American Politics

National Conceal Carry Bill Passes House, Moves To Senate #guns #2A

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National Conceal Carry Bill Passes House, Moves To Senate

The House of Representatives passed national reciprocity for concealed carry after well over an hour of debate, including a 15 minute vote resulting from a last-ditch effort to recommit national reciprocity to committee.

The effort to recommit to committee was a Democrat effort to derail the vote on national reciprocity. The vote to recommit failed by a margin of 236 to 190.

The House then passed Rep. Richard Hudson’s (R-NC) national reciprocity legislation via a voice vote. Democrats then requested a recorded vote and the final tabulation on the recorded vote was 231 to 198 reports Breitbart.

The gun policy measures were originally two separate bills. But House GOP leaders opted to combine them so that lawmakers only had to cast one vote.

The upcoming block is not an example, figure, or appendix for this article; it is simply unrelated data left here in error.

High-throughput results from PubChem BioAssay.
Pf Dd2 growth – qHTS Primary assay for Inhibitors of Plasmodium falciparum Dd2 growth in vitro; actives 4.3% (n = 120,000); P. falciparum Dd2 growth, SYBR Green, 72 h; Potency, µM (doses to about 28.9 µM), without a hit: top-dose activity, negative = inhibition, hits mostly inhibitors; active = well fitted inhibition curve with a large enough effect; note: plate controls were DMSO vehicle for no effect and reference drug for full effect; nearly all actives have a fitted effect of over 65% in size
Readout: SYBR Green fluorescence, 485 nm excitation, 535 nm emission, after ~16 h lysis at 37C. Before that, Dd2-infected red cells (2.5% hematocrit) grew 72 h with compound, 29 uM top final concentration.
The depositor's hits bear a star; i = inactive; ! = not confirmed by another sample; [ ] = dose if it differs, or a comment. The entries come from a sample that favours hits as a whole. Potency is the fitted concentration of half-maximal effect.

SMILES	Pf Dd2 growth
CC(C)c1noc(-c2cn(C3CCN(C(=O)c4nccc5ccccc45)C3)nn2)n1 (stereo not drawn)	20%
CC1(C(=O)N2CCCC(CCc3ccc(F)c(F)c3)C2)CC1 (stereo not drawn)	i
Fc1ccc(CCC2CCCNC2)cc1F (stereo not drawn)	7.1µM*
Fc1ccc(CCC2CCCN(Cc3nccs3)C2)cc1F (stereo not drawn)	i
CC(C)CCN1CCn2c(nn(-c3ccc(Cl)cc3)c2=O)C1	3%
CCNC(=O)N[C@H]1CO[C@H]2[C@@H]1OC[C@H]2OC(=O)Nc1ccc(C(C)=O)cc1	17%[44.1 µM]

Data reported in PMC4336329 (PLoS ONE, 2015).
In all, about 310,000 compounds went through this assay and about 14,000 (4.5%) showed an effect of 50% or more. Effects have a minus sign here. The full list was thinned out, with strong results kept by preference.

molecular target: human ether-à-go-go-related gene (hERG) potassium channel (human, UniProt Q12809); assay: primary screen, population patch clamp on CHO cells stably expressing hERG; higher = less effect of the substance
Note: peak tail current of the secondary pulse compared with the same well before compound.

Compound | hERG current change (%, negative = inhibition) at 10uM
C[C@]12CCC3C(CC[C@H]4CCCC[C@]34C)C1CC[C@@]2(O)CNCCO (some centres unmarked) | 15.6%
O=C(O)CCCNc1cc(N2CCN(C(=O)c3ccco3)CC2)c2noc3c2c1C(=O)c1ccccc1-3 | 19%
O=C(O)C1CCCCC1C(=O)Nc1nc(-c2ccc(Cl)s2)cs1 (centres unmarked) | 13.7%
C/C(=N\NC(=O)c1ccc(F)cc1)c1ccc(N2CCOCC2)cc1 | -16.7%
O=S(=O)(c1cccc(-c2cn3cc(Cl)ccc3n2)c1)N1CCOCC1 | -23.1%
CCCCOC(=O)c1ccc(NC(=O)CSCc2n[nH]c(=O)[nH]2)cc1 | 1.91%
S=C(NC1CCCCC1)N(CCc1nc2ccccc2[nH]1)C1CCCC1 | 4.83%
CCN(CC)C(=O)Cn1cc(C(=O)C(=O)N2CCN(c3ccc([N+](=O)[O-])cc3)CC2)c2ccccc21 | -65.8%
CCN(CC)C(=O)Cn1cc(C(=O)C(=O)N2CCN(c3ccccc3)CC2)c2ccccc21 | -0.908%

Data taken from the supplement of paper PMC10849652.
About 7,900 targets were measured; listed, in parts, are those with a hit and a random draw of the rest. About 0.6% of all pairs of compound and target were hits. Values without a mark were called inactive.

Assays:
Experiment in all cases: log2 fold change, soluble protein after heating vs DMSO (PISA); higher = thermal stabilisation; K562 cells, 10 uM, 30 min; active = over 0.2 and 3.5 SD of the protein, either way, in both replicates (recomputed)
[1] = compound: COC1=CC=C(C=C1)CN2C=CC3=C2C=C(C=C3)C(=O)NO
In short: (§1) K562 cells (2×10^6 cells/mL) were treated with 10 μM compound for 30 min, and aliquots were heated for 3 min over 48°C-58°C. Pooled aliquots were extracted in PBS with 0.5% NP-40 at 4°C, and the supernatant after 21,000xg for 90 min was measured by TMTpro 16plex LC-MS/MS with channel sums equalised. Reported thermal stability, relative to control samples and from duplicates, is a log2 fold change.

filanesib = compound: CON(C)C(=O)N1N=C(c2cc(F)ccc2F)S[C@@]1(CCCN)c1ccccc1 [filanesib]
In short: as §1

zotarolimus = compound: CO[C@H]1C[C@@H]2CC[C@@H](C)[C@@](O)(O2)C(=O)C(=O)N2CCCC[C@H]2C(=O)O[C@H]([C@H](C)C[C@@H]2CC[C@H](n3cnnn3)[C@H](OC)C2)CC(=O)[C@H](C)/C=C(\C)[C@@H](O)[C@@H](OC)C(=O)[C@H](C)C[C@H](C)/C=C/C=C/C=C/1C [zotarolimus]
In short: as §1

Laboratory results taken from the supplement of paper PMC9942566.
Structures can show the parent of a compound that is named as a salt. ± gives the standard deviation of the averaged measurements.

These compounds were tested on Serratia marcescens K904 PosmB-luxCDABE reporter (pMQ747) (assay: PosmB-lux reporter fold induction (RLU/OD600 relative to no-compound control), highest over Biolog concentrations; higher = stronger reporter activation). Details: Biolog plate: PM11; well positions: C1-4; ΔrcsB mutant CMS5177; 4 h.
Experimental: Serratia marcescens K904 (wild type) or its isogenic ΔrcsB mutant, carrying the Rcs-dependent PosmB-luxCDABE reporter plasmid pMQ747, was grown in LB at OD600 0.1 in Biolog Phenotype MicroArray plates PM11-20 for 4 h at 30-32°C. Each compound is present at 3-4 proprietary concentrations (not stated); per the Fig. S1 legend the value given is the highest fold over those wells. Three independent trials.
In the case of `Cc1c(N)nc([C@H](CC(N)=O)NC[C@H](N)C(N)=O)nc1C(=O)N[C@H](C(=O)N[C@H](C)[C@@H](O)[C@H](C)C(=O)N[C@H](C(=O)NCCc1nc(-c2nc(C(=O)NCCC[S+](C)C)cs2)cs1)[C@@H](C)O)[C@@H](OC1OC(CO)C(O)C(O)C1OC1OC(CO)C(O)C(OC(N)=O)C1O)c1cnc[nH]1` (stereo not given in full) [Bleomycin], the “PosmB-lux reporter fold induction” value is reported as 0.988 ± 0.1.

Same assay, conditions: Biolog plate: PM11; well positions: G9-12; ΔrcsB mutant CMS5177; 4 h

Attaching the concealed-carry reciprocity measure puts the bipartisan measure to beef up background checks in jeopardy in the Senate.

The legislation as passed by the House faces an uncertain future in the upper chamber, where Democrats are sure to block the concealed-carry measure, but a bipartisan coalition has enough votes to break a filibuster on enhancing background checks.

Under the House legislation, people with permits for carrying concealed handguns could do so in any state that allows concealed weapons.

People could only use their concealed-carry permits in other states that allow the practice if they are carrying a valid government-issued photo ID and are lawfully licensed to possess a concealed handgun. They would still have to adhere to established state and local laws.

National reciprocity now moves to the Senate. If it passes there it will correct the cumbersome and often confusing patchwork of concealed carry laws that law-abiding Americans face as they traverse the U.S.

Mr Americana, Overpasses News Desk
December 6th, 2017

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